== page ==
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Pakistan seeks intensified tourism at global fair.

Pakistan signified its unswerving determination of intensify its tourism promotion drive by registering its consecutive participation yet again at the International Tourism Exchange (ITB) held in Berlin (West), the annual event that draws both professionals and policy-makers in the travel industry from across the globe in a bid to keep up with the fast changing world of tourist economies and the new tourist delights that only wait to be discovered. The ITB, whose venue finds itself in the historic but divided city of Berlin hitherto, was invested with a unique significance this year due to the political forces underlying a unification of the Federal Republic of Germany (FRG) with the German Democratic Republic (GDR) rapidly heading towards a denouement, holding out promise not only of a new political destiny but also of a vastly expanded tourist market in the offing for the industry as a whole.

Pakistan's well laid-out and visually appealing pavilion at the ITB was a touristic presentation by eighteen tour operators, hoteliers as also the national airline, with representatives of the industry from the provinces as well. Supplementing the show was an interesting on-the-spot display of native handicrafts, carpets, brassware and screen panels, with partial demonstration of local skills in the art of dyeing.

That Pakistan was steadily elevating tourism to the status of an industry and providing it with necessary incentives to realise its fullest potential was confirmed by the country's Minister of State for Tourism Syed Qasim Shah who reported he was "very impressed" with the breadth and significance of this world's leading travel fair. "Our government has already declared tourism as an industry eligible for special concessions and we have identified new areas for public sector participation as well as those for private sector tourism", stated the ministers whose first ever visit to the ITB also provided him with the germination of new ideas on the subject. The minister, who led a high-powered delegation to the tourism fair, had talks with German banks on their possible participation in the planned setting up of a Tourism Finance Corporation in Pakistan in terms of equity and management. "A prominent German bank has expressed its keenness to avail of our offer", said Mr. Shah.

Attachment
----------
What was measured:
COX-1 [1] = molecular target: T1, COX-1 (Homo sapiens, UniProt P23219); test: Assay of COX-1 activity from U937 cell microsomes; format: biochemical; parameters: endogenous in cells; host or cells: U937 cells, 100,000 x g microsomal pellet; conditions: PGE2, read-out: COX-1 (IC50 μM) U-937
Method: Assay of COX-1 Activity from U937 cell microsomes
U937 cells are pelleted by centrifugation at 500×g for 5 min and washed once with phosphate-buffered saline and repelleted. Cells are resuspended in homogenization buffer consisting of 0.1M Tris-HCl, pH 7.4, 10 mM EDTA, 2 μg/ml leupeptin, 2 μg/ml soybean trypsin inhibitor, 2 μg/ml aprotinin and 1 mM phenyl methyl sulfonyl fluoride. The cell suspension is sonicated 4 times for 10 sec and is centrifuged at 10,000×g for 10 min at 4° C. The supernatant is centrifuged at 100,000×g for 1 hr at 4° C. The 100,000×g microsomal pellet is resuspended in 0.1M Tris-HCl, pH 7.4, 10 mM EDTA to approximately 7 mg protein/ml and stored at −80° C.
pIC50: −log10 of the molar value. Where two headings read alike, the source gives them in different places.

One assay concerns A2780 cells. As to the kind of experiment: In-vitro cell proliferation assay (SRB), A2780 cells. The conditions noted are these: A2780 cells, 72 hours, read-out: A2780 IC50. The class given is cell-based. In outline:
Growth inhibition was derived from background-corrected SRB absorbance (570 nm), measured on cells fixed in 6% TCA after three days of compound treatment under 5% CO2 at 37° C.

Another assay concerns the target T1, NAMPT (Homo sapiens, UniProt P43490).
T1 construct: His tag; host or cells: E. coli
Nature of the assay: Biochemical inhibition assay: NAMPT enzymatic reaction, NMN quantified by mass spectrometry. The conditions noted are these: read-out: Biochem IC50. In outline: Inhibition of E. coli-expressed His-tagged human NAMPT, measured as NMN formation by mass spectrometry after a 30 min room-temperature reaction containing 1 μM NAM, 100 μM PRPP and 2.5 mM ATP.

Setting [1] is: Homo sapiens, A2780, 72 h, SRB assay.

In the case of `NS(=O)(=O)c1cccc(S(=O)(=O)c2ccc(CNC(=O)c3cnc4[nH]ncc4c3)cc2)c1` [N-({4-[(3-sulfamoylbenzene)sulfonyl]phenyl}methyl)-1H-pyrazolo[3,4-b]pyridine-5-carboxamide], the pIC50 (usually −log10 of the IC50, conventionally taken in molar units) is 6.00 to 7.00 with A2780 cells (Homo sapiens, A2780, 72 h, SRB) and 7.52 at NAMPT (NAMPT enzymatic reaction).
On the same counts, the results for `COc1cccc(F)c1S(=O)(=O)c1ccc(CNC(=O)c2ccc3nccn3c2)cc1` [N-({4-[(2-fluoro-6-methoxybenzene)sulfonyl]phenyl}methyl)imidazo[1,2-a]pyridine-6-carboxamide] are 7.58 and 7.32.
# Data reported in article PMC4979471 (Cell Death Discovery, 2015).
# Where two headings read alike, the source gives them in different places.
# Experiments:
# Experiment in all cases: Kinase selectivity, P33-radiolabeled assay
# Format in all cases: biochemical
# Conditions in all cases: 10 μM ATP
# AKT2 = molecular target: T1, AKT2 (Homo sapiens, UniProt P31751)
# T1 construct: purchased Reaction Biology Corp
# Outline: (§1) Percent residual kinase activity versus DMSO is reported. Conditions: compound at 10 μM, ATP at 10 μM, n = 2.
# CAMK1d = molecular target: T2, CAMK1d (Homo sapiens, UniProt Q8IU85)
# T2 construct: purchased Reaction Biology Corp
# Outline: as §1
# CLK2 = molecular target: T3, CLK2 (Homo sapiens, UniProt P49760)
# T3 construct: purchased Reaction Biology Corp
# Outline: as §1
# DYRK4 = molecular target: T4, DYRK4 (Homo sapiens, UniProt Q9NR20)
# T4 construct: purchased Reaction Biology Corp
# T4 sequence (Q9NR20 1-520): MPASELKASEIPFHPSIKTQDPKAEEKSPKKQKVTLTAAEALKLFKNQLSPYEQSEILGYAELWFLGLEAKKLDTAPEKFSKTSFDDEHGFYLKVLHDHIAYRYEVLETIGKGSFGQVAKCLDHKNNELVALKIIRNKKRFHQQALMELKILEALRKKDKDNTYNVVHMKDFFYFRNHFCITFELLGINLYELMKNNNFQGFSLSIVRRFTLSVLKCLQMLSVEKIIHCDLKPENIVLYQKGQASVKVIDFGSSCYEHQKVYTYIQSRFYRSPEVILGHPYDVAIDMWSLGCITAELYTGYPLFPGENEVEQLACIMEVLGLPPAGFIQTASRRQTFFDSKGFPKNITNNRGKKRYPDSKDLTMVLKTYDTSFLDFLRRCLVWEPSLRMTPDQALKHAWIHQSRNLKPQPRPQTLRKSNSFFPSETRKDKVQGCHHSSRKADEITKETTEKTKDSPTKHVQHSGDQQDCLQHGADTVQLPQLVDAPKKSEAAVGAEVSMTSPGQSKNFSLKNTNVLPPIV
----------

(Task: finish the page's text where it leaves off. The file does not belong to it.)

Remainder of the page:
Pakistan's tourist fortunes have entered an upward curve, registering over 277,000 total arrivals in 1989 and reflecting a 9 per cent rise over the previous year's figure of 254,000, according to official sources. Although Europe sends a substantial number of tourists to Pakistan, nearly 30 per cent of the total figure was accounted for by German arrivals, it was understood. "We are concentrating on the German market as it has the best potential for us in Europe, especially in view of the unification process of the two Germanys now in motion", elaborated Minister Shah. German investors were being offered attractive business propositions to have a stake in the country's tourist sector too, it was pointed out. Expectedly, the ITB was notable this time for the large number of visitors from the GDR as well as a strong representation by its travel industry. The detailed inquiries made by this new clientele spoke of a new source of economic strength in the reckoning for holiday destinations around the globe, with Asian countries surely in the running. Governing Mayor of Berlin Walter Momper told the inaugural gathering at the fair that Berlin would now be more reflective of the German unification process, restoring the elements of a divided city to a natural whole, as it were. World tourism continued to shoot up in 1989. Some 404 million tourist worldwide spent US $ 209 billion, making tourism the third largest export-oriented sector in the world, after the oil and automobile industries. Reflecting this phenomenon was the ITB in 1990, drawing some 3500 exhibitors from 160 countries in a panoramic projection of holiday paradises in the world.
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Publication:Economic Review
Date:May 1, 1990
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